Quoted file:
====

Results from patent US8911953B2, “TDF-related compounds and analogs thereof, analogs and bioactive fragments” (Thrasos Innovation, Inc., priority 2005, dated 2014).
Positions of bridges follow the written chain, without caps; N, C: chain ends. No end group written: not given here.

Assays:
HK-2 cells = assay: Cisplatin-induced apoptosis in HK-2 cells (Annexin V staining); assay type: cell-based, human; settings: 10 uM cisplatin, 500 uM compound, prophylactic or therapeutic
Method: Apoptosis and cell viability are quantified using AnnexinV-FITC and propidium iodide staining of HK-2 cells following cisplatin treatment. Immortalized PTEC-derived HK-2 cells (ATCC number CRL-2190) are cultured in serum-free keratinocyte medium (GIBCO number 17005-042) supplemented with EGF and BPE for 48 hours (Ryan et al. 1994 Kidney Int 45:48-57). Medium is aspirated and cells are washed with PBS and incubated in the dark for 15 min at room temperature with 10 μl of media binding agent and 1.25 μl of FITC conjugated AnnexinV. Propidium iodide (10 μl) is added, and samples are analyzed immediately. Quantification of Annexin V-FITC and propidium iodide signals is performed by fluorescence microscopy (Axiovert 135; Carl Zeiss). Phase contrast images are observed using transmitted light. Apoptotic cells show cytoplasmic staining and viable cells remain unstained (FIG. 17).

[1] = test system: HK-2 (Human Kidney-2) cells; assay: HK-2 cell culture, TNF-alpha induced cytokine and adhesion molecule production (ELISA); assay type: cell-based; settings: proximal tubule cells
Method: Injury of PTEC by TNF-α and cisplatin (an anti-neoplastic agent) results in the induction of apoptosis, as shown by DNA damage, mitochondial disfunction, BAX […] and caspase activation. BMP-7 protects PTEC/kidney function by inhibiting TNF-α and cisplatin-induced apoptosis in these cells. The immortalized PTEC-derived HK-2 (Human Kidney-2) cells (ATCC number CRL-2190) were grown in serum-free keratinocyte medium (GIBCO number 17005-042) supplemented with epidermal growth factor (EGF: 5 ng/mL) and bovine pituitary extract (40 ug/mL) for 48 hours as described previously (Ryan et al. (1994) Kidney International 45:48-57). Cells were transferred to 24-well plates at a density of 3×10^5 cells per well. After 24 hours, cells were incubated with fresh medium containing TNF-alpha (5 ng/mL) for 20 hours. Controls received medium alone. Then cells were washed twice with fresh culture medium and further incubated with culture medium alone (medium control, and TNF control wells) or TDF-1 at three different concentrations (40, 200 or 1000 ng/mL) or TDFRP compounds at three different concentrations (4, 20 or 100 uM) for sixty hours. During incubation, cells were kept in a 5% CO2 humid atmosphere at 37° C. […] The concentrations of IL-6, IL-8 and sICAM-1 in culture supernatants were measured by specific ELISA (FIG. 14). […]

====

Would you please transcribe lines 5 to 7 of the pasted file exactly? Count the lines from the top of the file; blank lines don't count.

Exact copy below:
Method: Apoptosis and cell viability are quantified using AnnexinV-FITC and propidium iodide staining of HK-2 cells following cisplatin treatment. Immortalized PTEC-derived HK-2 cells (ATCC number CRL-2190) are cultured in serum-free keratinocyte medium (GIBCO number 17005-042) supplemented with EGF and BPE for 48 hours (Ryan et al. 1994 Kidney Int 45:48-57). Medium is aspirated and cells are washed with PBS and incubated in the dark for 15 min at room temperature with 10 μl of media binding agent and 1.25 μl of FITC conjugated AnnexinV. Propidium iodide (10 μl) is added, and samples are analyzed immediately. Quantification of Annexin V-FITC and propidium iodide signals is performed by fluorescence microscopy (Axiovert 135; Carl Zeiss). Phase contrast images are observed using transmitted light. Apoptotic cells show cytoplasmic staining and viable cells remain unstained (FIG. 17).

[1] = test system: HK-2 (Human Kidney-2) cells; assay: HK-2 cell culture, TNF-alpha induced cytokine and adhesion molecule production (ELISA); assay type: cell-based; settings: proximal tubule cells
Method: Injury of PTEC by TNF-α and cisplatin (an anti-neoplastic agent) results in the induction of apoptosis, as shown by DNA damage, mitochondial disfunction, BAX […] and caspase activation. BMP-7 protects PTEC/kidney function by inhibiting TNF-α and cisplatin-induced apoptosis in these cells. The immortalized PTEC-derived HK-2 (Human Kidney-2) cells (ATCC number CRL-2190) were grown in serum-free keratinocyte medium (GIBCO number 17005-042) supplemented with epidermal growth factor (EGF: 5 ng/mL) and bovine pituitary extract (40 ug/mL) for 48 hours as described previously (Ryan et al. (1994) Kidney International 45:48-57). Cells were transferred to 24-well plates at a density of 3×10^5 cells per well. After 24 hours, cells were incubated with fresh medium containing TNF-alpha (5 ng/mL) for 20 hours. Controls received medium alone. Then cells were washed twice with fresh culture medium and further incubated with culture medium alone (medium control, and TNF control wells) or TDF-1 at three different concentrations (40, 200 or 1000 ng/mL) or TDFRP compounds at three different concentrations (4, 20 or 100 uM) for sixty hours. During incubation, cells were kept in a 5% CO2 humid atmosphere at 37° C. […] The concentrations of IL-6, IL-8 and sICAM-1 in culture supernatants were measured by specific ELISA (FIG. 14). […]